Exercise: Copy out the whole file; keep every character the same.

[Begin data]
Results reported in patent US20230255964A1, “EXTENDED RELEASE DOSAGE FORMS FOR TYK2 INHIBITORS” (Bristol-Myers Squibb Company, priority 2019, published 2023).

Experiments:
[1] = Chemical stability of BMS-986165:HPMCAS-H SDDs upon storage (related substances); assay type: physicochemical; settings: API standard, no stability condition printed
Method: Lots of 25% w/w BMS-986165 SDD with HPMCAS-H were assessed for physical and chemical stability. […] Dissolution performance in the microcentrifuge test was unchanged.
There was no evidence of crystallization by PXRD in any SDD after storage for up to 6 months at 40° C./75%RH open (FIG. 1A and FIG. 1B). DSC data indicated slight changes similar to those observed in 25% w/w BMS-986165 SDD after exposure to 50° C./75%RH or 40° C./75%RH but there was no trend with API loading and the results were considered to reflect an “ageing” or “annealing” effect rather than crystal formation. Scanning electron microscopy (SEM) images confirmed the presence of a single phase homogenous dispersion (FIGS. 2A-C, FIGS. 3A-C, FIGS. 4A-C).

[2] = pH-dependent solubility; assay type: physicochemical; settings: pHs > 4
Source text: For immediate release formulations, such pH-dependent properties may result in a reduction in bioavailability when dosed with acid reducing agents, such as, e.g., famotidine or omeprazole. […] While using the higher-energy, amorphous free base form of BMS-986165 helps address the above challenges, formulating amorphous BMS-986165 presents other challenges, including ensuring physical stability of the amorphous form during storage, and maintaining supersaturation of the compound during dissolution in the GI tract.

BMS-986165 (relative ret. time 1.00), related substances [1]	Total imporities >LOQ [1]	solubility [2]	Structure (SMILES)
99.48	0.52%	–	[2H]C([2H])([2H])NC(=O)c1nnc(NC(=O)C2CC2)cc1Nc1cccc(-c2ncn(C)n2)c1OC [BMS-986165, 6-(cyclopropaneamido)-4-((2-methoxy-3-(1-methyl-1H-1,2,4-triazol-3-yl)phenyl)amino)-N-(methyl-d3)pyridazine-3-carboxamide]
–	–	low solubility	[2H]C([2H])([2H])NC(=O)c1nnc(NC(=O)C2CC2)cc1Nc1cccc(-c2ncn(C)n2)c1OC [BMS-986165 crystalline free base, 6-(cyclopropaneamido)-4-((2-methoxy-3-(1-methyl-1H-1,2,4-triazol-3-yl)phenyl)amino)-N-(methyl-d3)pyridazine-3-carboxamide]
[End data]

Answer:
Results reported in patent US20230255964A1, “EXTENDED RELEASE DOSAGE FORMS FOR TYK2 INHIBITORS” (Bristol-Myers Squibb Company, priority 2019, published 2023).

Experiments:
[1] = Chemical stability of BMS-986165:HPMCAS-H SDDs upon storage (related substances); assay type: physicochemical; settings: API standard, no stability condition printed
Method: Lots of 25% w/w BMS-986165 SDD with HPMCAS-H were assessed for physical and chemical stability. […] Dissolution performance in the microcentrifuge test was unchanged.
There was no evidence of crystallization by PXRD in any SDD after storage for up to 6 months at 40° C./75%RH open (FIG. 1A and FIG. 1B). DSC data indicated slight changes similar to those observed in 25% w/w BMS-986165 SDD after exposure to 50° C./75%RH or 40° C./75%RH but there was no trend with API loading and the results were considered to reflect an “ageing” or “annealing” effect rather than crystal formation. Scanning electron microscopy (SEM) images confirmed the presence of a single phase homogenous dispersion (FIGS. 2A-C, FIGS. 3A-C, FIGS. 4A-C).

[2] = pH-dependent solubility; assay type: physicochemical; settings: pHs > 4
Source text: For immediate release formulations, such pH-dependent properties may result in a reduction in bioavailability when dosed with acid reducing agents, such as, e.g., famotidine or omeprazole. […] While using the higher-energy, amorphous free base form of BMS-986165 helps address the above challenges, formulating amorphous BMS-986165 presents other challenges, including ensuring physical stability of the amorphous form during storage, and maintaining supersaturation of the compound during dissolution in the GI tract.

BMS-986165 (relative ret. time 1.00), related substances [1]	Total imporities >LOQ [1]	solubility [2]	Structure (SMILES)
99.48	0.52%	–	[2H]C([2H])([2H])NC(=O)c1nnc(NC(=O)C2CC2)cc1Nc1cccc(-c2ncn(C)n2)c1OC [BMS-986165, 6-(cyclopropaneamido)-4-((2-methoxy-3-(1-methyl-1H-1,2,4-triazol-3-yl)phenyl)amino)-N-(methyl-d3)pyridazine-3-carboxamide]
–	–	low solubility	[2H]C([2H])([2H])NC(=O)c1nnc(NC(=O)C2CC2)cc1Nc1cccc(-c2ncn(C)n2)c1OC [BMS-986165 crystalline free base, 6-(cyclopropaneamido)-4-((2-methoxy-3-(1-methyl-1H-1,2,4-triazol-3-yl)phenyl)amino)-N-(methyl-d3)pyridazine-3-carboxamide]